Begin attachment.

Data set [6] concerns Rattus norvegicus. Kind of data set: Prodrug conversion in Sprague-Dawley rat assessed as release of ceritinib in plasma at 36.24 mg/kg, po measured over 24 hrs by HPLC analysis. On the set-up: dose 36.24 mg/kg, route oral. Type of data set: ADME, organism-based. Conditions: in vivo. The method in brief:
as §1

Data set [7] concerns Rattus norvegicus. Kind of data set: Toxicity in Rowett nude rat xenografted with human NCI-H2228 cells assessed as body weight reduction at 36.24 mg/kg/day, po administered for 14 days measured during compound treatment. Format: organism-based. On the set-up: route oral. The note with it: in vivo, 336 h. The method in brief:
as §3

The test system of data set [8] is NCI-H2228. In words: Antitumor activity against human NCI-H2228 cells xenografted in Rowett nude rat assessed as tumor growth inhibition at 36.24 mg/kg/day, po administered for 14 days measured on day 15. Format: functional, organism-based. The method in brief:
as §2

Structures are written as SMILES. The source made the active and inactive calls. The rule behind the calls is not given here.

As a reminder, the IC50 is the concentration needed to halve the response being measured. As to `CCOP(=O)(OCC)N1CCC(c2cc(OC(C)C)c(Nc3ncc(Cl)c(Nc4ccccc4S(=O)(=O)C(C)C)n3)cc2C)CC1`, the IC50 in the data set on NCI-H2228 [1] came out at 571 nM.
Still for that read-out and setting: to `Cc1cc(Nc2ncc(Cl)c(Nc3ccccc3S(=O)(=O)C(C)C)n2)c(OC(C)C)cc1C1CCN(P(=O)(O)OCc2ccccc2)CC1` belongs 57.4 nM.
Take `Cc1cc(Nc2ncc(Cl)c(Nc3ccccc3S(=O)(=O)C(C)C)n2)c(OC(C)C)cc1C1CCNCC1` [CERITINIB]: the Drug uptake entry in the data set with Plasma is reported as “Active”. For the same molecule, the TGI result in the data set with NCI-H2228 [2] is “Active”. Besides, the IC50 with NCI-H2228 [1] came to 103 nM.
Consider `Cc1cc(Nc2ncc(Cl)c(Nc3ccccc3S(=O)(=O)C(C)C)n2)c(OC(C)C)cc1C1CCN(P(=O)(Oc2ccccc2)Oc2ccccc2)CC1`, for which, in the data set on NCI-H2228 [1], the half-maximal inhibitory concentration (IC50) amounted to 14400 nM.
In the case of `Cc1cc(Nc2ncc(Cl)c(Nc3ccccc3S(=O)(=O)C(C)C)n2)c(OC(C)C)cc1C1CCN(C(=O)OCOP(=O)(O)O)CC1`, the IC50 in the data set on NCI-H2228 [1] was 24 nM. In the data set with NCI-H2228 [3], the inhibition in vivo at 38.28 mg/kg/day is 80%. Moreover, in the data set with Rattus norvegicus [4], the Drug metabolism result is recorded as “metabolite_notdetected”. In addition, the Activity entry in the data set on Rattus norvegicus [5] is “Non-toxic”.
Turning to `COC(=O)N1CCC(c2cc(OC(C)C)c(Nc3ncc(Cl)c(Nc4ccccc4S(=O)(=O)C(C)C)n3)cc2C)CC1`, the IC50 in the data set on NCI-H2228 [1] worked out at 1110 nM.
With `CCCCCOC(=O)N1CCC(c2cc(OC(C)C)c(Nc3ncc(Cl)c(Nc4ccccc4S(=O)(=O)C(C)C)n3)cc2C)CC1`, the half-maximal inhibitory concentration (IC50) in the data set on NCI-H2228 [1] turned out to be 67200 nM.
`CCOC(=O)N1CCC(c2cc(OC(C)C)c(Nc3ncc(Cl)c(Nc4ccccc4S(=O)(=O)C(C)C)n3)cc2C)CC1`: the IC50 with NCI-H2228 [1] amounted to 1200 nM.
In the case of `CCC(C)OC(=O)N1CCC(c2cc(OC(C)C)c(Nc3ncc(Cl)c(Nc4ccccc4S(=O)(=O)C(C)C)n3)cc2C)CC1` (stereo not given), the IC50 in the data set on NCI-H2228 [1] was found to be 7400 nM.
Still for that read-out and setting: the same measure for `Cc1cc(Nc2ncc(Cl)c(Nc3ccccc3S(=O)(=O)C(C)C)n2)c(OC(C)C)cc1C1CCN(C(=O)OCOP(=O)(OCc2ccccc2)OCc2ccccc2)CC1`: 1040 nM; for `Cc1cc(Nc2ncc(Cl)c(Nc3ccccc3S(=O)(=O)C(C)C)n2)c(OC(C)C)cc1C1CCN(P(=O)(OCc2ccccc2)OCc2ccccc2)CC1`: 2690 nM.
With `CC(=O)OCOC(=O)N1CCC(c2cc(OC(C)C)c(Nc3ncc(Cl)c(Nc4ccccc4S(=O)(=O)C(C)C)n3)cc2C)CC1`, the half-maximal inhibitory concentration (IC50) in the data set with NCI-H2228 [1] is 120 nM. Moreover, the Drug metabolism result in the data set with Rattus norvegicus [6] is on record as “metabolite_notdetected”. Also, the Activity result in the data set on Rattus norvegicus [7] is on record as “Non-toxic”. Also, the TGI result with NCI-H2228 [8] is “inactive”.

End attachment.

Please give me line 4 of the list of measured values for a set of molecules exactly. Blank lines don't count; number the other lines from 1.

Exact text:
as §3